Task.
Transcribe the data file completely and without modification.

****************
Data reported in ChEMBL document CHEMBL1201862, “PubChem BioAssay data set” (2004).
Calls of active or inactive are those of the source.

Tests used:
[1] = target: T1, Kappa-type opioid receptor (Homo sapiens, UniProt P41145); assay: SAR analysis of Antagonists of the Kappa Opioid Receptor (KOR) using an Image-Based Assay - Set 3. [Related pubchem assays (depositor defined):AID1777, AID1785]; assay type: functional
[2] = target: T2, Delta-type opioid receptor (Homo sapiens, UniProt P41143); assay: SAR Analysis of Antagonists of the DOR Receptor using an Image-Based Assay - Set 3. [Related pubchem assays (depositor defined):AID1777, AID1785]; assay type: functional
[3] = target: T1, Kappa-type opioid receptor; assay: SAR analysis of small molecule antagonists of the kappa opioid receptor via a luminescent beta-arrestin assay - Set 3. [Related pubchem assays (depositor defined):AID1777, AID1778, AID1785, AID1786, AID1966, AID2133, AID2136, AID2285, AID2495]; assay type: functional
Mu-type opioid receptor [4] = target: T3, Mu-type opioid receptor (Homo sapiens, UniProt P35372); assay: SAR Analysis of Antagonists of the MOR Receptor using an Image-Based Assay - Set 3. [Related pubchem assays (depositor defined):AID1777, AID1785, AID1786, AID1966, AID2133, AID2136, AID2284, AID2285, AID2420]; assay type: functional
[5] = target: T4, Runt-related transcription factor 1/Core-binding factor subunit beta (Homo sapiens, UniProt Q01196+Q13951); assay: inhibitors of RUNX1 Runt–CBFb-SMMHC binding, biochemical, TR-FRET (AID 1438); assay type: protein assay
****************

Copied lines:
Data reported in ChEMBL document CHEMBL1201862, “PubChem BioAssay data set” (2004).
Calls of active or inactive are those of the source.

Tests used:
[1] = target: T1, Kappa-type opioid receptor (Homo sapiens, UniProt P41145); assay: SAR analysis of Antagonists of the Kappa Opioid Receptor (KOR) using an Image-Based Assay - Set 3. [Related pubchem assays (depositor defined):AID1777, AID1785]; assay type: functional
[2] = target: T2, Delta-type opioid receptor (Homo sapiens, UniProt P41143); assay: SAR Analysis of Antagonists of the DOR Receptor using an Image-Based Assay - Set 3. [Related pubchem assays (depositor defined):AID1777, AID1785]; assay type: functional
[3] = target: T1, Kappa-type opioid receptor; assay: SAR analysis of small molecule antagonists of the kappa opioid receptor via a luminescent beta-arrestin assay - Set 3. [Related pubchem assays (depositor defined):AID1777, AID1778, AID1785, AID1786, AID1966, AID2133, AID2136, AID2285, AID2495]; assay type: functional
Mu-type opioid receptor [4] = target: T3, Mu-type opioid receptor (Homo sapiens, UniProt P35372); assay: SAR Analysis of Antagonists of the MOR Receptor using an Image-Based Assay - Set 3. [Related pubchem assays (depositor defined):AID1777, AID1785, AID1786, AID1966, AID2133, AID2136, AID2284, AID2285, AID2420]; assay type: functional
[5] = target: T4, Runt-related transcription factor 1/Core-binding factor subunit beta (Homo sapiens, UniProt Q01196+Q13951); assay: inhibitors of RUNX1 Runt–CBFb-SMMHC binding, biochemical, TR-FRET (AID 1438); assay type: protein assay